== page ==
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Lemar Obika has tirelessly written his own brand of soul-tinged R’n’B, releasing his most recent album The Letter just last year.

OX meets Lemar

Jack Rayner caught up with Lemar to learn how a TV show contestant can maintain both success and integrity in such an impressive way


"I tried for 8 years to get into the music industry in the first place"

The careers of the overwhelming majority of TV talent show winners and contestants tend to go down one of two paths: either they maintain a reasonable level of fame singing songs provided for them by a team of writers, or they fade into relative obscurity and begin appearing in musical theatre productions.

 

There is, however, one member of this cohort who differs wildly from the blueprint: Lemar. Since finishing third in the inaugural series of the BBC’s Fame Academy, Lemar Obika has tirelessly written his own brand of soul-tinged R’n’B, releasing his most recent album The Letter just last year.

At the beginning of your career, did you encounter any opposition to your involvement in the writing process?

You know what, I was actually very fortunate because when I started out, I was really on the same page as the A&R guy that I signed to, and similarly with my management. I’ve always written music, and maybe if the first few tunes I came out with were complete rubbish then it would’ve been different, but the first one I wrote under Sony was Dance (With U) and the second one was 50/50. Those tracks were both really well received and I was encouraged to keep on writing from there.

Have you heard any similar experiences from your talent show peers?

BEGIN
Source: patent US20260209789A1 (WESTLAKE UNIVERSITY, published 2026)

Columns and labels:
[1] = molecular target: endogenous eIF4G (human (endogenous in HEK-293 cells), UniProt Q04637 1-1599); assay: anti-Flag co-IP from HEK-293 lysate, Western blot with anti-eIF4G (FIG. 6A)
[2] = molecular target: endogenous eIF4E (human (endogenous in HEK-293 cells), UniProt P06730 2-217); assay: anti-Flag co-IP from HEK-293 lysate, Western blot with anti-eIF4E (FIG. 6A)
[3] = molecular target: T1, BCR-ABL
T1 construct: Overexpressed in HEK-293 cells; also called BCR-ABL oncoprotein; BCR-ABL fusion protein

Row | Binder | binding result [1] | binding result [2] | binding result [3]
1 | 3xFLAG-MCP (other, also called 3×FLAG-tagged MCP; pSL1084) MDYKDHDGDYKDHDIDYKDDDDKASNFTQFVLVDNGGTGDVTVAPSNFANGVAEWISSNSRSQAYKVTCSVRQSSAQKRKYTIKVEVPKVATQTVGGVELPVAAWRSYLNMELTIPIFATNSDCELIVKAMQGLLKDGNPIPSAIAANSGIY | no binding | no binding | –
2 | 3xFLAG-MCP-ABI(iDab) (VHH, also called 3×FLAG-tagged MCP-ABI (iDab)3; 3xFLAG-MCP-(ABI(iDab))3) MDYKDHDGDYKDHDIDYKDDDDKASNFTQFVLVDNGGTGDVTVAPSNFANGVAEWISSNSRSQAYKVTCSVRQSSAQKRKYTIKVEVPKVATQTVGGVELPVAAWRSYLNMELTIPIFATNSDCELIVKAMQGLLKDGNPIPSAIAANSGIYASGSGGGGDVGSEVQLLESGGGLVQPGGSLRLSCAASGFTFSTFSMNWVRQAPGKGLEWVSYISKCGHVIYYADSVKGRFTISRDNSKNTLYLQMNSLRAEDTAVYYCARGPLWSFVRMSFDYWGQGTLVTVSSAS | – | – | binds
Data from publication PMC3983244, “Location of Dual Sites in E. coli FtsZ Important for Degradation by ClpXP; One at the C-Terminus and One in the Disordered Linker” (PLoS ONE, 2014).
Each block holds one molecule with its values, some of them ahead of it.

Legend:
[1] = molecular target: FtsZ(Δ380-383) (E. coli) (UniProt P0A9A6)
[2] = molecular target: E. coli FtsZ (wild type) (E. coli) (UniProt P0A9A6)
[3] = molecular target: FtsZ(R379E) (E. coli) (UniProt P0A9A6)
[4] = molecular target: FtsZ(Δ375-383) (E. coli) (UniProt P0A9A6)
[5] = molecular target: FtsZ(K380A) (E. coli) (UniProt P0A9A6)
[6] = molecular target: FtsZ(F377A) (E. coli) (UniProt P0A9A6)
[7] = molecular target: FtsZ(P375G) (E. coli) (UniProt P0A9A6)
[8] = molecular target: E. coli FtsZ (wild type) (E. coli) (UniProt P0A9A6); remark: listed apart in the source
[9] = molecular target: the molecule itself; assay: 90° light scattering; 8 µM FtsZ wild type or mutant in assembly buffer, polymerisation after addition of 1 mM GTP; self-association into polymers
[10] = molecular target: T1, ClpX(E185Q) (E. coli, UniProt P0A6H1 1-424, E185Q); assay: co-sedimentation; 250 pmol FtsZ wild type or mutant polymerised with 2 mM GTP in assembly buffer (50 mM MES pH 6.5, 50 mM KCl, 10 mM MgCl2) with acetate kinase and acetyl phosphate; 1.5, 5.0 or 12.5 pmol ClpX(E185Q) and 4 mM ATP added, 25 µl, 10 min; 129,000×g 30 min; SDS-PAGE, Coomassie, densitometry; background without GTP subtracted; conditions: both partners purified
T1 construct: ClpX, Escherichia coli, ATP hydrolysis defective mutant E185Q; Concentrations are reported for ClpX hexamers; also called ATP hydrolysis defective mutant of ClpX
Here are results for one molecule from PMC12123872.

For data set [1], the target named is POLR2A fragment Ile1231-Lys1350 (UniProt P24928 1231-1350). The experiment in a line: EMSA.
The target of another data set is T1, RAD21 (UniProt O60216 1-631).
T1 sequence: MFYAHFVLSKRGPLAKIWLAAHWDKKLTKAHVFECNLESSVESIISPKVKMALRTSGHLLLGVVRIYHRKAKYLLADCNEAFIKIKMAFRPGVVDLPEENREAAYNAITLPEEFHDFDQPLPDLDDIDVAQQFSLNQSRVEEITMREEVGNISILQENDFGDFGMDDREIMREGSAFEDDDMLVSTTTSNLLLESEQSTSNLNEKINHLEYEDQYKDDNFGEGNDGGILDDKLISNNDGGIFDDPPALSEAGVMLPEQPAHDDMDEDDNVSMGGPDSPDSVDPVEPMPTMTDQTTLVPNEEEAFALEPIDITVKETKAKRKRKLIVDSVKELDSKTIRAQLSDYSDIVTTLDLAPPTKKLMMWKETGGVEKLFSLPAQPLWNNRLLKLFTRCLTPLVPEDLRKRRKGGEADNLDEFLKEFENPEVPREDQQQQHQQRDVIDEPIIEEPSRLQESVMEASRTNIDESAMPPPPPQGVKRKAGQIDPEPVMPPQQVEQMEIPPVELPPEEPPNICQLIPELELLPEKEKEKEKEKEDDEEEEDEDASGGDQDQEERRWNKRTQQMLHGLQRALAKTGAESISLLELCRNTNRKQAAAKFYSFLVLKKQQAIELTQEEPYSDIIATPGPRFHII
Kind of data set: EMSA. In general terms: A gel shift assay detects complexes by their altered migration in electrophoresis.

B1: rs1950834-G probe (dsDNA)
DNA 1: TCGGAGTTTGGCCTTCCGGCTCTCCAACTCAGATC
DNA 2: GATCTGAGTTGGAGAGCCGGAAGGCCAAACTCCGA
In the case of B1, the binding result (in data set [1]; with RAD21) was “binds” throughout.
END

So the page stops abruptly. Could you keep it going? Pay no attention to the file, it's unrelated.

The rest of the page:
To be honest, I don’t really know. With girl bands or boy bands they tend to just get a team of writers in, and obviously I haven’t followed that path, but there’s still something in recognising what is and what isn’t a good song. As much as I write songs and I love it, if a great song landed on the table from someone else and I thought I could do it justice, then I’d give it a shot as well.

How did it feel when you released your first record and you were suddenly performing in front of thousands of people?

It’s crazy. For me, I tried for 8 years to get into the music industry in the first place, so once I heard my songs on the radio for the first time it represented nearly a decade of struggling to get some kind of breakthrough. Getting that first bit of chart success and having people say to you “your song reminds me of a particular time”... that’s really, really fulfilling. Those first times are always memorable.

How did you managed to stay so grounded through those years?

I think I got [the success] at the right time. I was 24, and I had the same core friends around me who were part of my team, and very good management. My family stayed very close as well, and I think all those things do keep you on the ground.

Your first gig was supporting Usher in Tottenham. How did that come about?

There used to be a venue there called The Temple, opposite the police station. They’ve knocked it down and I think it’s now flats. I started recording with [production team] Best Kept Secret – they were working with Kele Le Roc back in the day and helped her get her record deal. I kept phoning up the promoter of the Usher show and he kept saying no, but I kept persisting and eventually he agreed to let me open the show. When I played the reaction was amazing and when American acts came to London I kept getting booked to play. That was really the catalyst to all the bookings I got later on.